Photo Credit: Francesca Fiorini Mattei
The warmly lit auditorium of Bristol’s Colston Hall was an inviting break from the bitter cold, with the promise of Passenger taking to the stage later making thoughts of the evening ahead even more appealing. The room was packed and alive with excited voices, with most people already crowding around the stage. The lights dimmed and support act Gregory Alan Isakov stepped out, acoustic guitar in hand. His short but sweet set silenced everyone from the beginning, proving the perfect introduction to the Passenger gig. The two acts produce quite similar music, both featuring an acoustic, folky sound. The slower, more dulcet tones of Gregory were more than enough to envelope everyone into the relaxed vibe of the evening, making him a genuine pleasure to watch.
We didn’t have to wait too long until the room darkened once more and Passenger took to the stage. The simple first notes of Somebody’s Love echoed across the room, building up the suspense before the rest of the band joined in. It was the perfect opening song, with the longer introduction proving to be the ideal lead into the gig. From the offset, Mike (aka Passenger) made it very clear just how grateful he was that everyone was there to support him. This became a running theme throughout the night, as he explained that only a few years ago he was busking to just a couple of people in the street. He seemed genuinely amazed at the size of the 1700 strong audience, joking that at his last Bristol gig at Thekla there was only “about twelve people”.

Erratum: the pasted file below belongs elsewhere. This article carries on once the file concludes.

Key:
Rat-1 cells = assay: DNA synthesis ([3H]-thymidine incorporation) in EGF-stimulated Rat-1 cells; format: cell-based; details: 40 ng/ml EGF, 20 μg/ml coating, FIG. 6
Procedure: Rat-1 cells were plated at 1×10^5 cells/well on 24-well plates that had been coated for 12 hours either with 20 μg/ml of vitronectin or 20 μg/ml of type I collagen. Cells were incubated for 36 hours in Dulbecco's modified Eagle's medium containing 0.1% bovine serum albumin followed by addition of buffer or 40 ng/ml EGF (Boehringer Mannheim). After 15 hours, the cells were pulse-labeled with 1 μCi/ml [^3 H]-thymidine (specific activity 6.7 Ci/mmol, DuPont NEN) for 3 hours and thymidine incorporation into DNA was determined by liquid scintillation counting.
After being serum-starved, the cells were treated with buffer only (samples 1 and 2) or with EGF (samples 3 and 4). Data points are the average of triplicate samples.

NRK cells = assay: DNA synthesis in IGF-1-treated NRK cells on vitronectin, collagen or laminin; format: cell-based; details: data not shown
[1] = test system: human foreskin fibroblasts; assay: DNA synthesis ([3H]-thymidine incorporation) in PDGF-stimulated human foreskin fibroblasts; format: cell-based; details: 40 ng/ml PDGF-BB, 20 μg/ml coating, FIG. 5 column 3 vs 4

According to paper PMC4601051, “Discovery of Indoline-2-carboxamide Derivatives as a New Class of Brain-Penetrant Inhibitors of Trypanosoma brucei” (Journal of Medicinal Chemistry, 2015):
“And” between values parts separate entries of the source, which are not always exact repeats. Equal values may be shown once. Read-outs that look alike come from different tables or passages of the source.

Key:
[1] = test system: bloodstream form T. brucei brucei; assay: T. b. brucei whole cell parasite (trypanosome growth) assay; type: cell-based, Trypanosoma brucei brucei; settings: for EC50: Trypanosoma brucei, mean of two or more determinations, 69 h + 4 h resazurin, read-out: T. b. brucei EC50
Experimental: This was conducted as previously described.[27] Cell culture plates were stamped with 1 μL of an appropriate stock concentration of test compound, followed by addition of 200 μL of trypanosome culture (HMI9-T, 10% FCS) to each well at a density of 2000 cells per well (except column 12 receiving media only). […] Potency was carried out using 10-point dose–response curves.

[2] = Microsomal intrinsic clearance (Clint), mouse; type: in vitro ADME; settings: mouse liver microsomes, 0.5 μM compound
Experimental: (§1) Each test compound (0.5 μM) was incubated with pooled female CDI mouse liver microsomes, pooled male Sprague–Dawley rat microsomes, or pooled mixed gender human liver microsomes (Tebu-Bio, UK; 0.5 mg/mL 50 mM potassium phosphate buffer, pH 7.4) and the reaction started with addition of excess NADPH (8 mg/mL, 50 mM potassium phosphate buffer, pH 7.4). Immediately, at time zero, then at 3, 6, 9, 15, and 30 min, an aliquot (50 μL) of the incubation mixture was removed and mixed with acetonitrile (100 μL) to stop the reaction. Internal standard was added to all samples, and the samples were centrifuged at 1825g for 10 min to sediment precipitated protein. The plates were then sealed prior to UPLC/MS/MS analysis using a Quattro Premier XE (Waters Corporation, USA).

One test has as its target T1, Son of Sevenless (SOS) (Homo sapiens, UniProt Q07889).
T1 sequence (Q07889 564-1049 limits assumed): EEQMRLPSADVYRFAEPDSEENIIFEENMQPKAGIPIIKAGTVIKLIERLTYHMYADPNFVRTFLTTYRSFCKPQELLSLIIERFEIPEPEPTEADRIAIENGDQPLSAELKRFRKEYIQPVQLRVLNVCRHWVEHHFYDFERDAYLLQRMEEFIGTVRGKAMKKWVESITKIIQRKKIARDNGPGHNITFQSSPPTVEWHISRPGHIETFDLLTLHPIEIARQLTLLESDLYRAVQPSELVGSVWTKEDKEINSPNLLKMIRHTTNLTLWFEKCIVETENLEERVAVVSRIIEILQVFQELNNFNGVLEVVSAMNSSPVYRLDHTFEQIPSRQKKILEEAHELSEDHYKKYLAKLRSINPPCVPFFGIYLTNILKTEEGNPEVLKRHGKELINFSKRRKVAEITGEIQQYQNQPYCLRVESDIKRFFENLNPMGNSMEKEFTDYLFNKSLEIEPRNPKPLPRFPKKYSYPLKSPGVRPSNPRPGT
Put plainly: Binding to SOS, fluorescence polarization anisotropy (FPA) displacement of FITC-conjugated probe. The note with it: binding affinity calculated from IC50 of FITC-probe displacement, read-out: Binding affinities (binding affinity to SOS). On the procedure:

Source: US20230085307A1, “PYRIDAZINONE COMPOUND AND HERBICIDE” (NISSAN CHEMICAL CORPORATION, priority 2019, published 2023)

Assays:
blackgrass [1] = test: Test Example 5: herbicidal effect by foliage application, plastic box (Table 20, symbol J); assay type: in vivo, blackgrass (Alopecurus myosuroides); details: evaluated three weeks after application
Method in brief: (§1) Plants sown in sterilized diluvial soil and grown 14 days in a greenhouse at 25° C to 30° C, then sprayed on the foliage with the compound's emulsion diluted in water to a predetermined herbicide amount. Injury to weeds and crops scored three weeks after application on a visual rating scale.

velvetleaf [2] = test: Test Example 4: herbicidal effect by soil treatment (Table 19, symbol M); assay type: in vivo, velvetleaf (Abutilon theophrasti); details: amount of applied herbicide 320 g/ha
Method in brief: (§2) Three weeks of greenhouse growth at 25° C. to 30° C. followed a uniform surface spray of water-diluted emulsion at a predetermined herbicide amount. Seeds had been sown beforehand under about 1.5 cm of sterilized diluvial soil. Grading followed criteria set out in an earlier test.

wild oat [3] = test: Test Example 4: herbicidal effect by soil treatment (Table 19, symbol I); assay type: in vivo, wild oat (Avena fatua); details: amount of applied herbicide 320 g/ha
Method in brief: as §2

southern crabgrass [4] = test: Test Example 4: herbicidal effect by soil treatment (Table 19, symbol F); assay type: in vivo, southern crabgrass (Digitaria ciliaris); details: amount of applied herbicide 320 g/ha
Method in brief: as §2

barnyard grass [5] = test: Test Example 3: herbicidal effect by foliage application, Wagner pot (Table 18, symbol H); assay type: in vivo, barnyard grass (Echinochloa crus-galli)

The talking interludes between songs were frequently the length of the songs themselves; definitely not a bad thing when the stories behind the songs are so fascinating. Before playing Travelling Alone he explained that it was inspired by an old Australian man who had watched him busk. The man had saved up his money all of his life to go travelling with his wife but shortly before their first flight, his wife passed away. He went on to take his year long trip alone. The incredible story-telling ability that Mike has, shown through both his songs and these interludes, was undeniably the factor that made the night so extraordinary. His songs themselves were beautiful to watch live, but the stories and his charismatic audience interaction added another layer of excitement. He has the amazing ability to break the hearts of everyone in the room with a story like that told before Travelling Alone, before then fixing everyone up again and making them laugh hysterically by launching into comical songs like I Hate (featuring lyrics like “And I hate queuing up for festival toilets / Especially when you need to shit”).
The set list featured gems from his previous releases, as well as fan favourites from most recent album Young as the Morning Old as the Sea. A particular highlight from the night was Mike’s solo section, which saw him perform a small selection of songs with only his acoustic guitar. These songs included incredible covers of Simon & Garfunkel’s The Sound of Silence and Bill Withers’ Ain’t No Sunshine. He put his own Passenger spin on each of the songs, making for two really incredible covers. Ain’t No Sunshine got the crowd moving a little, creating my favourite surprise entertainment from the night – some great dad dancing from almost every middle aged person in Colston Hall. In the unlikely event that Passenger would have been awful live, this fantastic dad dancing would genuinely have made up for it.
Having switched the show up a bit, Passenger finished up with his most popular songs. Let Her Go had every single person in the audience singing along, with Mike apologising if people were expecting to see “fairy princesses singing Let It Go instead”. As he went off stage for the encore the screams and shouts from the audience were immense, and quite unexpected considering that most people had spent the rest of the night quietly listening and contemplating his beautiful lyrics and voice. Holes was the final song, an uplifting and cheerful end to what Passenger had ensured was a night of music not to be forgotten soon.